U.S. researchers who looked at more than 1,200 mother-child pairs between 1999 and 2002 found that greater intake of peanuts, milk and wheat during early pregnancy was tied to reduced rates of midchildhood allergies and asthma. The findings were published in The Journal of Allergy and Clinical Immunology.

Analysis of the data found that higher consumption of peanuts by pregnant women in their first trimester was associated with a 47 percent decreased odds of peanut allergic reactions in mid-childhood.

Higher consumption of milk in the first trimester of pregnancy was associated with a 17 percent decrease in chance of mid-childhood asthma.

In the second trimester, higher wheat consumption was associated with a 36 percent decrease in the odds of allergic skin reactions in mid-childhood.

Q: Can Asthma make your child fail in school?

A: “Yes, if it is not well controlled” was the answer found by a new study at Brown University’s Alpert Medical School in Providence, R.I.  Researchers found the more asthma symptoms in a child, the lower his or her quality of schoolwork.  After measuring the children’s asthma severity using spirometry and following their peak flow measurements over time, they found that those who poorly managed the symptoms of asthma had lower grades than children who had their asthma under control.

When it came to sleep, children experiencing bad asthma symptoms couldn’t get enough sleep and their academics consequently suffered.

The frequent struggles with asthma were higher in urban children from low socioeconomic backgrounds primarily because they reside closer to risky environmental pollutants that may contribute to asthma and poor health. Children from these families are also at risk if they don’t visit parks for cleaner air.

The Natural Resources Defense Council found that pollutants such as smog, sulfur dioxide from burning coal, and diesel exhaust could trigger asthma.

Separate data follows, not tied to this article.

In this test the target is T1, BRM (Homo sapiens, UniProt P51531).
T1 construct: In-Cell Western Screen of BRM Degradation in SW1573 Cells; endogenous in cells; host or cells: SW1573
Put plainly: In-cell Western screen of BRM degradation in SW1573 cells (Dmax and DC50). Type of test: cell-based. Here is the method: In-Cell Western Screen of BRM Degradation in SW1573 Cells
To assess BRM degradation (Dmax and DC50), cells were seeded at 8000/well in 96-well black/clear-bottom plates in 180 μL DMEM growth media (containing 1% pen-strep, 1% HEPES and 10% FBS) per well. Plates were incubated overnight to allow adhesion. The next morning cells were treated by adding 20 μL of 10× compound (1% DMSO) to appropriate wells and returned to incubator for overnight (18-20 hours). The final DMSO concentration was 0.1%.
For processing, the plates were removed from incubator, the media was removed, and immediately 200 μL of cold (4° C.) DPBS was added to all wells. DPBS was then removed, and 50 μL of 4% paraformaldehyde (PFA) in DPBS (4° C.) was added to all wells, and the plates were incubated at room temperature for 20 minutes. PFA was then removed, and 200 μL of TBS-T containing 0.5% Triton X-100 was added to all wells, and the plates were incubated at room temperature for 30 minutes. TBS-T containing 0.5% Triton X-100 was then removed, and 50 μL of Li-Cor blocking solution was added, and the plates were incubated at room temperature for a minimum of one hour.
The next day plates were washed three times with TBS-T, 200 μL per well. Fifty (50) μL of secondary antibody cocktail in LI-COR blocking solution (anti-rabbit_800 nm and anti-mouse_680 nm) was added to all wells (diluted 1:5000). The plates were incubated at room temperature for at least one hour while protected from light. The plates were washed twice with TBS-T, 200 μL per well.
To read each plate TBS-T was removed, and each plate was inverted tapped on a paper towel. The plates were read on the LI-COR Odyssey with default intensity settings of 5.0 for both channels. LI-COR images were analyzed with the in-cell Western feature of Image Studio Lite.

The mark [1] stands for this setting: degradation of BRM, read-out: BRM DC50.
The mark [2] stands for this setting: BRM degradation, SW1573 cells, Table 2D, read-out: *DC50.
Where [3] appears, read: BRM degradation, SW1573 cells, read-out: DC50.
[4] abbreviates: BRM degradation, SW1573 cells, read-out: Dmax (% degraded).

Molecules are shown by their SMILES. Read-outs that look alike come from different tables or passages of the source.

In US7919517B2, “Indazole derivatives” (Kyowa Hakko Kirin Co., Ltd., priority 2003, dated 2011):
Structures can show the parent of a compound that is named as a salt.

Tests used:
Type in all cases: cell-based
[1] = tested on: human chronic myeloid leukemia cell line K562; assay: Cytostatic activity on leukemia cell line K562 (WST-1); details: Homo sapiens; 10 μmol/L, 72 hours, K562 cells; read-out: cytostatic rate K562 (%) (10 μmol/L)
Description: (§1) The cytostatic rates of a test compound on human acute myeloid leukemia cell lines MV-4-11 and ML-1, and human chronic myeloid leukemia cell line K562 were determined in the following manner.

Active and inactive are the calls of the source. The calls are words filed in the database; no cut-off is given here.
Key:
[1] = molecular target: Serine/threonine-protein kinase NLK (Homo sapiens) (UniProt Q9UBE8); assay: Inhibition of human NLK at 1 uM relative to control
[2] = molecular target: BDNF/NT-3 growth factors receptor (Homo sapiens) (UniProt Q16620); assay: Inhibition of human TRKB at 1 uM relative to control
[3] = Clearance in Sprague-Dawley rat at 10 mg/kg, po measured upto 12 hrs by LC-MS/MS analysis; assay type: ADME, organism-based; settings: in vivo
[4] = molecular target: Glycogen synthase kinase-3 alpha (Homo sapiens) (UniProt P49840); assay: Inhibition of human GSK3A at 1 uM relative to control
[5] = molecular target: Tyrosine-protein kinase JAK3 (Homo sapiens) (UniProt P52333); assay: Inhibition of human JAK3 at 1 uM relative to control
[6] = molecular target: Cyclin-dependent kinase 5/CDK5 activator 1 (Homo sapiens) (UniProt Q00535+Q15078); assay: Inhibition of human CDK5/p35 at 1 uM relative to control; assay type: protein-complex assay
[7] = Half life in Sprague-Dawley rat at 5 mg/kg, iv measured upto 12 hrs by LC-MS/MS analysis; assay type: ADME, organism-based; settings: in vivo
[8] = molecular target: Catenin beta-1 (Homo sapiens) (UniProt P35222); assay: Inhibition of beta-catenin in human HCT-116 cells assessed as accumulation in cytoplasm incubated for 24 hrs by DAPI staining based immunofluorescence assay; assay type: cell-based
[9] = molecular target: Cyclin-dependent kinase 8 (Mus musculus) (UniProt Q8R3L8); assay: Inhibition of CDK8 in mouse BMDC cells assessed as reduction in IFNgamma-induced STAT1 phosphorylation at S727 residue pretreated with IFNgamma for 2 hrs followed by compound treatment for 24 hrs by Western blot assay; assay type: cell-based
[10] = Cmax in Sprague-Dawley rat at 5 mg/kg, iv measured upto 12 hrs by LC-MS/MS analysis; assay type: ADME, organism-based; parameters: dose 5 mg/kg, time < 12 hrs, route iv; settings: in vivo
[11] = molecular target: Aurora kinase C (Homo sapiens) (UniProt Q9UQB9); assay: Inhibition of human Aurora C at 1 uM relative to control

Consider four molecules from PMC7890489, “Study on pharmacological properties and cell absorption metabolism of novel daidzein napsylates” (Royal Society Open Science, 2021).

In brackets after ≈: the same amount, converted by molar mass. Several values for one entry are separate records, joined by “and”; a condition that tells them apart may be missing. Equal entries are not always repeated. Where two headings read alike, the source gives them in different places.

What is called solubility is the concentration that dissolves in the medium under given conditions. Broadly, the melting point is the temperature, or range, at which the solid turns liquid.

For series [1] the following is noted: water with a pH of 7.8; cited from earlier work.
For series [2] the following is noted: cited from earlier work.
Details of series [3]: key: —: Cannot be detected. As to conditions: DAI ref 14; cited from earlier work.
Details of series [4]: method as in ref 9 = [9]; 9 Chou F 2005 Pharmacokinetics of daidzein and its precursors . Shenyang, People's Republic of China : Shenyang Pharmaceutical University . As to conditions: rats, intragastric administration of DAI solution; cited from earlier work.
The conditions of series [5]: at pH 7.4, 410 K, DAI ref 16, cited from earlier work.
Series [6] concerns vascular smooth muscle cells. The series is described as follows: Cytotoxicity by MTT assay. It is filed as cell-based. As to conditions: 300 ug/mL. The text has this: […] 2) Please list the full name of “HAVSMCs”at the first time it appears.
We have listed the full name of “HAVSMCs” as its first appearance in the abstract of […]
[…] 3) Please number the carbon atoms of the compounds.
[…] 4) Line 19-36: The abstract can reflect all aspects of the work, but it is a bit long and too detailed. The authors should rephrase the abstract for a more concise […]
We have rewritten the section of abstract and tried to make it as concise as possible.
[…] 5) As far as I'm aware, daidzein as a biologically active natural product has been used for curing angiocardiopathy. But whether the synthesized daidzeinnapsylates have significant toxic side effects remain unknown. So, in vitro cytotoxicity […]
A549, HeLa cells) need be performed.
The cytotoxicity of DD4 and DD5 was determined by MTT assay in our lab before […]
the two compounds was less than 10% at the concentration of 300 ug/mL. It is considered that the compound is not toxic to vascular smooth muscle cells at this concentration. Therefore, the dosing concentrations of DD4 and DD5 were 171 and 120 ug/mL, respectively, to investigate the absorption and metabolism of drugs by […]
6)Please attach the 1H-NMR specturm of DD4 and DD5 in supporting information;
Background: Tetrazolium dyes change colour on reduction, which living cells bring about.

The researchers hope that controlling asthma symptoms and gaining better sleep through interventions could significantly improve children’s school performances especially in these populations.

One of the easiest methods to track asthma symptoms and peak flow measurements is by using the FREE AsthmaMD mobile application and sharing your data with your physician for better asthma control and better school performance.

Traffic pollution may increase children’s risk of chronic asthma

BASEL, Switzerland, March 22 (UPI) — Fourteen percent of chronic childhood asthma is due to exposure to traffic pollution near busy roads, researchers in Europe say.

Lead author Dr. Laura Perez of the Swiss Tropical and Public Health Institute said until now, traffic pollution was assumed to only trigger asthma symptoms, but the research did not account for chronic asthma caused by the specific range of toxicants found near heavily used roads.

The researchers used data from existing epidemiological studies which found that children exposed to higher levels of near-road traffic-related pollution also had higher rates of asthma, even when taking into account a range of other relevant factors such as passive smoking or socioeconomic factors.

The study, published in the European Respiratory Journal, found 14 percent of asthma cases across the 10 European cities could be attributed to near-road traffic pollution.

“Air pollution has previously been seen to trigger symptoms but this is the first time we have estimated the percentage of cases that might not have occurred if Europeans had not been exposed to road traffic pollution,” Perez said in a statement.

AsthmaMD at Health 2.0

Doug Evans, President, PresidioHealth & Sam Pejham, CEO, AsthmaMD

Doug, an ED doc, has been making applications since 2004 for workflow and charge capture for hospital-based physicians. Sam is a pediatrician with an iPhone app that helps parents and kids control asthma. What you’ll see today is a harbinger of Health 2.0’s future; information is shared by the physician with the patient’s AsthmaMD app, and then the patient’s records are reported back to Presidio. It’s cloud computing and API integration, creating healthcare savings and better care for patients.

Check out the video here: